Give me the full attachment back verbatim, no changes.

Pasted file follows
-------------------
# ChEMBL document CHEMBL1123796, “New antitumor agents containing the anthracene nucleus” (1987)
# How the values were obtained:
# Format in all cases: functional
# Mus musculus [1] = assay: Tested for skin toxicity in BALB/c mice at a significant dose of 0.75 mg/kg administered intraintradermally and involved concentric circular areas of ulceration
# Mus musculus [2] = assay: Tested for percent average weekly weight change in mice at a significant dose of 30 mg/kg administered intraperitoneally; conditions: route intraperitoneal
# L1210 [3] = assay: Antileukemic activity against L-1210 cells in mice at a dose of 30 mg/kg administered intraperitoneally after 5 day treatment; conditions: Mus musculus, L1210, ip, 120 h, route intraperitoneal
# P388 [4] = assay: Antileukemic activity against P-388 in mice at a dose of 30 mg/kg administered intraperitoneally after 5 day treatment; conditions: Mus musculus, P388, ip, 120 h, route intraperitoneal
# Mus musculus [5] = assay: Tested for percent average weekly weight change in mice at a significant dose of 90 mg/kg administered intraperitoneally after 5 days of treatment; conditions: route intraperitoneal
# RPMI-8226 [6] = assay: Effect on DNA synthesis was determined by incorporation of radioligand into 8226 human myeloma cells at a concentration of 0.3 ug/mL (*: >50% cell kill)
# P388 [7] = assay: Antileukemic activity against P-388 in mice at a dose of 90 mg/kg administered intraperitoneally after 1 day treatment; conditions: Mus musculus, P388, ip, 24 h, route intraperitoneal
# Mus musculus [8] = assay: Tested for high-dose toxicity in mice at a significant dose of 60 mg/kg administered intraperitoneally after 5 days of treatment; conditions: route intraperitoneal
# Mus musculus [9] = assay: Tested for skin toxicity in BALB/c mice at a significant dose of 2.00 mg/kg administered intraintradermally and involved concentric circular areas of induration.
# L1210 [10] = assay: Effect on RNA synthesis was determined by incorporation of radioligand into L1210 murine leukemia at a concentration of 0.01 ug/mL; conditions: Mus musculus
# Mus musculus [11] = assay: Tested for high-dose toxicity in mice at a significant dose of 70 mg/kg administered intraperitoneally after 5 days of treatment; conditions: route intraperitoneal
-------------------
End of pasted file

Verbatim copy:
# ChEMBL document CHEMBL1123796, “New antitumor agents containing the anthracene nucleus” (1987)
# How the values were obtained:
# Format in all cases: functional
# Mus musculus [1] = assay: Tested for skin toxicity in BALB/c mice at a significant dose of 0.75 mg/kg administered intraintradermally and involved concentric circular areas of ulceration
# Mus musculus [2] = assay: Tested for percent average weekly weight change in mice at a significant dose of 30 mg/kg administered intraperitoneally; conditions: route intraperitoneal
# L1210 [3] = assay: Antileukemic activity against L-1210 cells in mice at a dose of 30 mg/kg administered intraperitoneally after 5 day treatment; conditions: Mus musculus, L1210, ip, 120 h, route intraperitoneal
# P388 [4] = assay: Antileukemic activity against P-388 in mice at a dose of 30 mg/kg administered intraperitoneally after 5 day treatment; conditions: Mus musculus, P388, ip, 120 h, route intraperitoneal
# Mus musculus [5] = assay: Tested for percent average weekly weight change in mice at a significant dose of 90 mg/kg administered intraperitoneally after 5 days of treatment; conditions: route intraperitoneal
# RPMI-8226 [6] = assay: Effect on DNA synthesis was determined by incorporation of radioligand into 8226 human myeloma cells at a concentration of 0.3 ug/mL (*: >50% cell kill)
# P388 [7] = assay: Antileukemic activity against P-388 in mice at a dose of 90 mg/kg administered intraperitoneally after 1 day treatment; conditions: Mus musculus, P388, ip, 24 h, route intraperitoneal
# Mus musculus [8] = assay: Tested for high-dose toxicity in mice at a significant dose of 60 mg/kg administered intraperitoneally after 5 days of treatment; conditions: route intraperitoneal
# Mus musculus [9] = assay: Tested for skin toxicity in BALB/c mice at a significant dose of 2.00 mg/kg administered intraintradermally and involved concentric circular areas of induration.
# L1210 [10] = assay: Effect on RNA synthesis was determined by incorporation of radioligand into L1210 murine leukemia at a concentration of 0.01 ug/mL; conditions: Mus musculus
# Mus musculus [11] = assay: Tested for high-dose toxicity in mice at a significant dose of 70 mg/kg administered intraperitoneally after 5 days of treatment; conditions: route intraperitoneal